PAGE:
What’s “unprofessional”–and utterly despicable–is homophobia so ingrained and obsessive that you would deny a dying woman the comfort of knowing that her children will be protected, by appealing a temporary order that applies only to her family. 

And what is really “unprofessional” is having the chutzpah to complain when someone points out your own lack of humanity and respect for the limits of the position you hold.


  1. Indiana used the same biased views regarding interracial marriages they use today to prevent same-sex marriages. My interracial friends who were married in Chicago in the 1960’s wanted to be married at home with family and friends when Indiana finally abolished that law but were told they would be committing bigomy. What legal stance (legal, NOT Biblical) can be taken against same-sex marriage to prevent this particular union before the one partner dies? I’m sure there is a loophole to cover this situation to uphold the pseudo Bible-thumping faction. Will custody of the chidren become a factor?

    I am anxious to see how the attorney, probably legal aid appointed, represents the uncle/niece duo who mugged me and three other elderly women a few weeks ago, defends their actions. He has been identified by two of us, they were caught with the last victim’s belongings and using her credit card. They are blood related, living as husband and wife and have a child, both have criminal histories. I pointed out to the deputy prosecutor (when he responded to my E-mail by coming to my home to pick up information regarding their use of my credit card which had been omitted from the charges) that I fully expected to see continuances begin in earnest in hopes that we old victims die off. They can use the same tactic in the above mentioned case as one partner has been diagnosed as terminal. Justice is missing from the justice system in this state; the Bisard case is a prime example along with the trio who blew up an entire neighborhood, killing two innocent people. We are still waiting for that trial – or trials – to begain. Where can justice be found for any of these victims?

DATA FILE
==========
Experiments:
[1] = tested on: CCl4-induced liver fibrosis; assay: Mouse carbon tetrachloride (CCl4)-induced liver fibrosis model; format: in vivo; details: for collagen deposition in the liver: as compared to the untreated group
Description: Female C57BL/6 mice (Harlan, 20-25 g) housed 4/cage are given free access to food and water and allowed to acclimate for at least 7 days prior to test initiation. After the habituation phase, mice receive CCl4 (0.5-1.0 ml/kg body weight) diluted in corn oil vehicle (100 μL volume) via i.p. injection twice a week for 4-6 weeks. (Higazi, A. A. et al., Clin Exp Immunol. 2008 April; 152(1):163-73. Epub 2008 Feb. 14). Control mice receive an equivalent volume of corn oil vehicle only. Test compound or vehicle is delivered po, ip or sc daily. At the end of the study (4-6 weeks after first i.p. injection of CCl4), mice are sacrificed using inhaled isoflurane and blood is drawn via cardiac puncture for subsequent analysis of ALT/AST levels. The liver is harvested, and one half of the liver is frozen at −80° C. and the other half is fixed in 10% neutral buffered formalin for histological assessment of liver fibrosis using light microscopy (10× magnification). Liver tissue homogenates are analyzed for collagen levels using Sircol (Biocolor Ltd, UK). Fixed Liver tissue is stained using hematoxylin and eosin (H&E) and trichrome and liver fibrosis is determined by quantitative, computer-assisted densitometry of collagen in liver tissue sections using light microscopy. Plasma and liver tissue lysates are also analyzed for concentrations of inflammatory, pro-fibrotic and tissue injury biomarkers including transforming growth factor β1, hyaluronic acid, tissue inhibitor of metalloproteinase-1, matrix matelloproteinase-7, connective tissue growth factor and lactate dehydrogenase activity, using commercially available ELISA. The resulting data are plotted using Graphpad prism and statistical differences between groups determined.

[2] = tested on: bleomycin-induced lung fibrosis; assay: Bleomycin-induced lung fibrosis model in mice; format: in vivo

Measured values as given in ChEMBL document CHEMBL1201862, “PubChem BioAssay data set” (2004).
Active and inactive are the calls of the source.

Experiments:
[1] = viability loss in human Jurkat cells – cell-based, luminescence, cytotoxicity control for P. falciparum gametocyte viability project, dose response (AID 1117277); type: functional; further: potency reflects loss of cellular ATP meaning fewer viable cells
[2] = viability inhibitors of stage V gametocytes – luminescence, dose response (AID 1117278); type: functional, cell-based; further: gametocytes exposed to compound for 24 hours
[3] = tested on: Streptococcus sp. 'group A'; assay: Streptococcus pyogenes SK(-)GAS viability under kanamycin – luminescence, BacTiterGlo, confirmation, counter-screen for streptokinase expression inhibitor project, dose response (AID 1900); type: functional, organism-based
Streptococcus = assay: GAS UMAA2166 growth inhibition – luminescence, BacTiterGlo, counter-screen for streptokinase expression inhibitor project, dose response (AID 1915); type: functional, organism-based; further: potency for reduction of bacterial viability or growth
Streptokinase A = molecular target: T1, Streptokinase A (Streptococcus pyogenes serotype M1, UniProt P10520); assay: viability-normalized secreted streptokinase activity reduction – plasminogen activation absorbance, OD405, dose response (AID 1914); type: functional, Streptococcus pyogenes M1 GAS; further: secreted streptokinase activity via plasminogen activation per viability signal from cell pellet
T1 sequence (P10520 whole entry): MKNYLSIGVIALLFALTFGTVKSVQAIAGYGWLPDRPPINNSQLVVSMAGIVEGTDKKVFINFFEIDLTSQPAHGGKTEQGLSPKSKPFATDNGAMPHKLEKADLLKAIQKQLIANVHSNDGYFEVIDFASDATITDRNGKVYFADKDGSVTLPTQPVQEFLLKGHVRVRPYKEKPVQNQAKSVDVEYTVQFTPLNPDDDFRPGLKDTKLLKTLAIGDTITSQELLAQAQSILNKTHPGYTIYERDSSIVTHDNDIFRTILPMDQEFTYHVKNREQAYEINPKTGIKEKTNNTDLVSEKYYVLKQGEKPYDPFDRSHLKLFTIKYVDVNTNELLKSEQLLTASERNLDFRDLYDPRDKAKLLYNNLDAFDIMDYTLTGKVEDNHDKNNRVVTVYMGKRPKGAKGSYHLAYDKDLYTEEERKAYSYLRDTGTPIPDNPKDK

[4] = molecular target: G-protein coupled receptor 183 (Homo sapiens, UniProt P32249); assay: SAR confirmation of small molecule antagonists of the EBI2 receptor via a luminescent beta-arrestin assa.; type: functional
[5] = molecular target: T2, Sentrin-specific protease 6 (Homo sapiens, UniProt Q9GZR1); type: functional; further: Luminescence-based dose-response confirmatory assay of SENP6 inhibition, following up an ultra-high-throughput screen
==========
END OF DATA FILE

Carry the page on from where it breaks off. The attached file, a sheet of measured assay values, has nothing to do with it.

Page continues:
2. Greg Zoeller, or any other elected official, wouldn’t think of using taxpayer money to further his own ideology, if the voters began acting like they care. Without the pressure of an engaged electorate, we can look forward to much more of this political theater.

  3. Right on target, Sheila. The Attorney General’s approach to a range of issues is downright frightening.

  4. He should have been paying more attention to the job he was paying hundreds of thousand of dollars to his former boss, Steve Carter, to manage the tobacco settlement funds. Indiana is set to lose more than $65 million because it failed to do what it was supposed to do under the terms of the settlement.